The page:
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This is CME on ReachMD, and I'm Dr. Biree Andemariam. Here with me today is Dr. Caroline Freiermuth. We will be discussing the diverse manifestations of sickle cell disease through brief case vignettes. Dr. Freiermuth, please present case vignette number 1.
So we have a patient named Marsha. She's a 31-year-old female with a history of hemoglobin SC [sickle cell] disease. She presents to the emergency department complaining of pain in her chest and her right hip. This started last night. She slept rather fitfully because of the pain. She did take her regularly scheduled 20 mg of OxyContin yesterday evening and again this morning at 9. And then further she took rescue doses of 10 mg oxycodone at 3 AM and 7 AM. However, she's had minimal relief, and she's complaining of pain at a 9 out of 10. She says that she has no trouble breathing. And she just complains of a lack of energy.
And so when I approach this patient in the emergency department, I really want to keep in mind that a vaso-occlusive episode, although it is the most common reason for presenting to the emergency department, is a diagnosis of exclusion. I must always think about ruling out other bad comorbidities. And realize that many complications associated with sickle cell disease happen during acute painful episodes. One of the things that catches my attention is her complaint of chest pain, and I really am thinking acute chest syndrome and what more do I need to rule that in or out. This accounts for a significant number of deaths in sickle cell disease. And so anytime somebody complains of symptoms such as chest pain, cough, difficulty breathing, fever, or I noticed they're hypoxic, I really need to screen further and think about whether or not I need that chest x-ray.
And Dr. Andemariam, I'll let you present case 2.
Thank you so much. Alicia is a 30-year-old woman with hemoglobin SS disease. She has had multiple complications, including the acute chest syndrome requiring ICU stay and brief intubation, splenic sequestration crisis which required a splenectomy, and sickle retinopathy with retinal detachment. She has had frequent pain crises as a child but was able to persevere through school and is now a practicing attorney. She is recently married and is contemplating having children. Her ancestry is Nigerian and her husband is Italian. They present to discuss the risks of pregnancy as well as the risks of having a child with sickle cell disease.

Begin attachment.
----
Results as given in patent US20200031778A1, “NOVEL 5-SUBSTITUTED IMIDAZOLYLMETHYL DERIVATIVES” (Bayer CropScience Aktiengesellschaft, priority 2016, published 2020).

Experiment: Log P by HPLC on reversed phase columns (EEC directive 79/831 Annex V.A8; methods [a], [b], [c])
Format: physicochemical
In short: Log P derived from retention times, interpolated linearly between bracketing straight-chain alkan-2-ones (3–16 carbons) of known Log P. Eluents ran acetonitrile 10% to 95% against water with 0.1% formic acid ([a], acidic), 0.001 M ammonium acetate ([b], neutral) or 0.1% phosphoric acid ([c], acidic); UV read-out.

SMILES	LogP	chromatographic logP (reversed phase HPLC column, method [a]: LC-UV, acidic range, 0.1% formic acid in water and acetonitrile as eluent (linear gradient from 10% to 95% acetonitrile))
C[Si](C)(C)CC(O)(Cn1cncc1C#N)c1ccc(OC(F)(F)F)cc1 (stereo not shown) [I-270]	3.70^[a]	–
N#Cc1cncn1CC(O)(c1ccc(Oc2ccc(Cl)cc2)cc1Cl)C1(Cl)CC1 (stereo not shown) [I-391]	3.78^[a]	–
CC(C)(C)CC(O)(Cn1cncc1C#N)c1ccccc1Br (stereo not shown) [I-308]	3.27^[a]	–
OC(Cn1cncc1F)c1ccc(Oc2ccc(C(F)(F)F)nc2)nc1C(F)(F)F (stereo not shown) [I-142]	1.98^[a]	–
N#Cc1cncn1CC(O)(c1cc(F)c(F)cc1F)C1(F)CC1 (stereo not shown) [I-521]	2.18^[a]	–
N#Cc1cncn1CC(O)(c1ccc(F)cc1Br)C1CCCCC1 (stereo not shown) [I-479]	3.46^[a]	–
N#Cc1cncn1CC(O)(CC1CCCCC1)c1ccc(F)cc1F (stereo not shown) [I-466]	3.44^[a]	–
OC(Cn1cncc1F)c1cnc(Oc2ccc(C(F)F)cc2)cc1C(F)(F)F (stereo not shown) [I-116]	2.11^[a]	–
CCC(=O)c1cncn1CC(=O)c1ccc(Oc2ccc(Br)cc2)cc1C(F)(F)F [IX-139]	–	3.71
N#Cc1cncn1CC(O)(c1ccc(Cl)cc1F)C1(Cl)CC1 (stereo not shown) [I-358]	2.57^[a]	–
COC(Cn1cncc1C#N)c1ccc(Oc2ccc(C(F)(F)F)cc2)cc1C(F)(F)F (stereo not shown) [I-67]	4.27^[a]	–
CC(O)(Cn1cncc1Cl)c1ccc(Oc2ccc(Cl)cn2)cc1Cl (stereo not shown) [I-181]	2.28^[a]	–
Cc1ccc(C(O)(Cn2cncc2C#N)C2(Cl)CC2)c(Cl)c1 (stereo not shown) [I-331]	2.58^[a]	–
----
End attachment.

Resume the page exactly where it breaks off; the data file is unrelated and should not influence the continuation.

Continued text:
So Dr. Freiermuth, please start the conversation about these two cases.
Well, you know, I think it's wonderful what you get to see in the outpatient world, people advocating for themselves and coming in asking you about, you know, what the risk might be for their chances of having, you know, a child with sickle cell disease. And we in the emergency department really, you know, try to push patients to advocate for themselves as well, educating them that when they present, they really need to make it clear that they have sickle cell disease. So you can't just come in and say, ‘I'm having hip pain,’ but you really need to say, ‘I'm having hip pain, consistent with my sickle cell disease,’ or, ‘I'm having a vaso-occlusive episode.’ And that really helps our triage nurses know, okay, somebody has, you know, a disease process that puts them at much higher risk for morbidity and mortality than the general population who might come in complaining of hip pain, and helps us triage them appropriately and get them back quickly.
I 100% agree with you. And I think your case highlights the importance of always keeping in mind that when a patient comes in for an acute pain crisis, they also may be harboring early signs of the acute chest syndrome, which we know can be fatal in many circumstances, particularly when it's not recognized early.
And I think another thing, you know, I agree with you regarding the case that I presented about Alicia. You know, Alicia is living her life. She's got her graduate degree, she's married, she's contemplating her future. And I think a lot of times when we see patients in the acute setting, we forget that they have a life and they have dreams and they have ambitions. And I think that's important to keep in mind even though we don't always in the acute setting, get to see them in that ongoing fashion, like I do in the outpatient ambulatory setting.
Well, this has been an eye-opening discussion. I would like to thank Dr. Caroline Freiermuth for joining me today. Unfortunately, our time is up. Thank you for listening.
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